Data Disasters

On the Friday before Hurricane Katrina made landfall three years ago, David Erwin, chief information officer at the law firm of Adams and Reese, left his downtown New Orleans office, expecting to ride out the storm. By Sunday morning, the hurricane had developed into a Category 5. Fortunately, he and his team had already taken precautions.

"After 9/11 we recognized the need to invest in disaster recovery," Erwin says.

Besides ensuring the stability of communications, it is important to back up and secure the organization's existing information, from e-mails to databases. This is especially true for companies with specific regulatory requirements, such as those in the financial sector, as well as companies currently engaged in litigation and subject to litigation holds.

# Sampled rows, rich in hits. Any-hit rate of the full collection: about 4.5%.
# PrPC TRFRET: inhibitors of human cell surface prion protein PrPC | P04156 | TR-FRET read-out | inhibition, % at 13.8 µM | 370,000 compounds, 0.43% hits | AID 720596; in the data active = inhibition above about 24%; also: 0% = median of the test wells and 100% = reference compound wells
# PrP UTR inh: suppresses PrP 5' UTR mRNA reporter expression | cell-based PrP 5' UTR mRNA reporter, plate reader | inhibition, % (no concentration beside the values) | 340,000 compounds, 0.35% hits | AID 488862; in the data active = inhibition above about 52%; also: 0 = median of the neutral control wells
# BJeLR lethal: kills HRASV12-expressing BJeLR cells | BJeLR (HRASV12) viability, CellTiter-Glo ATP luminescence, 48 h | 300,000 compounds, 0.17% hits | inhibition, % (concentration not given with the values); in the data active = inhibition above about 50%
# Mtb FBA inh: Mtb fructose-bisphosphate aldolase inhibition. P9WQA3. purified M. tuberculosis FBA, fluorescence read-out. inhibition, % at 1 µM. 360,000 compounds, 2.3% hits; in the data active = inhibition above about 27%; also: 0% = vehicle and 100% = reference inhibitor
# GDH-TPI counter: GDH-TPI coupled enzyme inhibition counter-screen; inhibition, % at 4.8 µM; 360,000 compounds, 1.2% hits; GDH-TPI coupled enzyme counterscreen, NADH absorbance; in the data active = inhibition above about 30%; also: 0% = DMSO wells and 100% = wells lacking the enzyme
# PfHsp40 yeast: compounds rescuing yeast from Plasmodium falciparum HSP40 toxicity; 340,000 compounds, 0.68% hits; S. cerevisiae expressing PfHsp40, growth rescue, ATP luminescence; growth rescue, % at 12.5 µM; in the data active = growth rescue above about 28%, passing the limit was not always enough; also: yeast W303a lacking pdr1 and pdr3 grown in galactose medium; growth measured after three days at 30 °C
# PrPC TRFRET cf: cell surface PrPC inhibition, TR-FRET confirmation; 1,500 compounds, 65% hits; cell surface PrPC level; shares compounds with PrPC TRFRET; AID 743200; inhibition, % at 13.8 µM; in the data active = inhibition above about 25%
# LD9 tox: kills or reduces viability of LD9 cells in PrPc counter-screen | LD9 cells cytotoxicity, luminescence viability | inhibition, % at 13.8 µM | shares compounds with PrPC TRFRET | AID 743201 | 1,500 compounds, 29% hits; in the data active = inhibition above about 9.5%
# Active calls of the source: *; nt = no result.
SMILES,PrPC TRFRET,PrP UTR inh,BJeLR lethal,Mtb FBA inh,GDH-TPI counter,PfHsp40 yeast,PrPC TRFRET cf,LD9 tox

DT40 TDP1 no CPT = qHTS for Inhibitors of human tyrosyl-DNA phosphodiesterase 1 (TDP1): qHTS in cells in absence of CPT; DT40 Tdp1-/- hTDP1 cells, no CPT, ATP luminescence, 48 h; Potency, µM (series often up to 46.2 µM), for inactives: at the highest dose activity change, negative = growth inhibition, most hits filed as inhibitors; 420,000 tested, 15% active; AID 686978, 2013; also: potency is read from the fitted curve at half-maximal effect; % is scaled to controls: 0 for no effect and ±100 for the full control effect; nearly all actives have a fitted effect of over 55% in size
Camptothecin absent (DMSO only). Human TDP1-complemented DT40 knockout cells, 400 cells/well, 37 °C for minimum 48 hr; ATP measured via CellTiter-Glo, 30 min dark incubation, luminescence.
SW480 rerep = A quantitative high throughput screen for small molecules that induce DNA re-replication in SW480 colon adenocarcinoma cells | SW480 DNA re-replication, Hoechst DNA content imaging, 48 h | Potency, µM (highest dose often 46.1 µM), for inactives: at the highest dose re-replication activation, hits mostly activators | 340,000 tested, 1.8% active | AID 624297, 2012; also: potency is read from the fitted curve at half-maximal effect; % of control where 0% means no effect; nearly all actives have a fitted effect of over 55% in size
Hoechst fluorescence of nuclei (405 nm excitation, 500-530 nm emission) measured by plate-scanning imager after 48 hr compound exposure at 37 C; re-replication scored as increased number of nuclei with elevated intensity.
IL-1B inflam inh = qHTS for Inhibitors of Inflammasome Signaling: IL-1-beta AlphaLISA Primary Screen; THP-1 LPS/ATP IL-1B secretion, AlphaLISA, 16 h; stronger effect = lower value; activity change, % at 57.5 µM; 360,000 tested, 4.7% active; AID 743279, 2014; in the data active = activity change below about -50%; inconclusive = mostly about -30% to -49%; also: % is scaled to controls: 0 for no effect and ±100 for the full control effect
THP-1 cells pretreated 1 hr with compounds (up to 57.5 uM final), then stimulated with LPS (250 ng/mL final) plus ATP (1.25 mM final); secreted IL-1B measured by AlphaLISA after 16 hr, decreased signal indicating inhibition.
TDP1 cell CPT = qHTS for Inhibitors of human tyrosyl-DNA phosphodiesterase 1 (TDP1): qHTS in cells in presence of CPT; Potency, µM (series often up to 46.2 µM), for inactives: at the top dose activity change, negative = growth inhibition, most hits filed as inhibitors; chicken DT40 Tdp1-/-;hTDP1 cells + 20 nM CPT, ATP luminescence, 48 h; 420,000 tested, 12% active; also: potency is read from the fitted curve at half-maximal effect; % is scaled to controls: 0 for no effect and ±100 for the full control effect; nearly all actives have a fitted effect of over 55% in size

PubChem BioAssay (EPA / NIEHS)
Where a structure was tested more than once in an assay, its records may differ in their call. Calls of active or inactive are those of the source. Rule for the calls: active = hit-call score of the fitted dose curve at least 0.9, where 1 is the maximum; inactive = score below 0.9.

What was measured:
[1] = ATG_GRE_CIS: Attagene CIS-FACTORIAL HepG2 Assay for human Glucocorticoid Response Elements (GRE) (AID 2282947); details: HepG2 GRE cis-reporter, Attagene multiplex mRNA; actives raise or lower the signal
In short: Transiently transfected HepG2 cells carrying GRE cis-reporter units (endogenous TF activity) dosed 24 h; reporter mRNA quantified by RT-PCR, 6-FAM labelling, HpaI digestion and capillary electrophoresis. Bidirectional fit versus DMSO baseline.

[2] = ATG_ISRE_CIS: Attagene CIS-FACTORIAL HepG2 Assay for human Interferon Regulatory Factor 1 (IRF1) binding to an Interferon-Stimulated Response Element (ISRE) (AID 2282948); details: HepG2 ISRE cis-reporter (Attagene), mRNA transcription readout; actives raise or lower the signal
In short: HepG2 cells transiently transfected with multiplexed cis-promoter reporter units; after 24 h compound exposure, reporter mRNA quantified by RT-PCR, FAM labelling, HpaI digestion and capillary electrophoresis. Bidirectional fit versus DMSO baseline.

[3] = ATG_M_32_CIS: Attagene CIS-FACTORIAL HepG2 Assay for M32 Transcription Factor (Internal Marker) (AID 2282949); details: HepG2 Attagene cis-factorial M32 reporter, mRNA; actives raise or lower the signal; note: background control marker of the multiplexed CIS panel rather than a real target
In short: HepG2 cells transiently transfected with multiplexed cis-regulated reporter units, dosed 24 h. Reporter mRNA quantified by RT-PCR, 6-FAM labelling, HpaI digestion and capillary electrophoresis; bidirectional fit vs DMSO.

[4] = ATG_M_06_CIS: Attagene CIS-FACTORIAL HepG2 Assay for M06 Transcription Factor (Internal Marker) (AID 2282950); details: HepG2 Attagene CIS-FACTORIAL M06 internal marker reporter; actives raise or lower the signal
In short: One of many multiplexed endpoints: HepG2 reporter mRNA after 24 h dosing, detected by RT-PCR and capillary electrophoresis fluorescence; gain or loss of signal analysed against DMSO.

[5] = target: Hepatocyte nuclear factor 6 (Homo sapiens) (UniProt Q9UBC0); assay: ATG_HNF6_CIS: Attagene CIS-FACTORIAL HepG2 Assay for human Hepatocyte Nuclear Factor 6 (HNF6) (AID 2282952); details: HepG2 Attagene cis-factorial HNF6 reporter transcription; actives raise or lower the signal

There are a variety of technological offerings to help companies do this. These solutions transmit company data to an offsite, secure location for storage. When a disaster strikes, the company can immediately switch over to the offsite backup and access crucial documents.

Technology Editor

Keith Ecker

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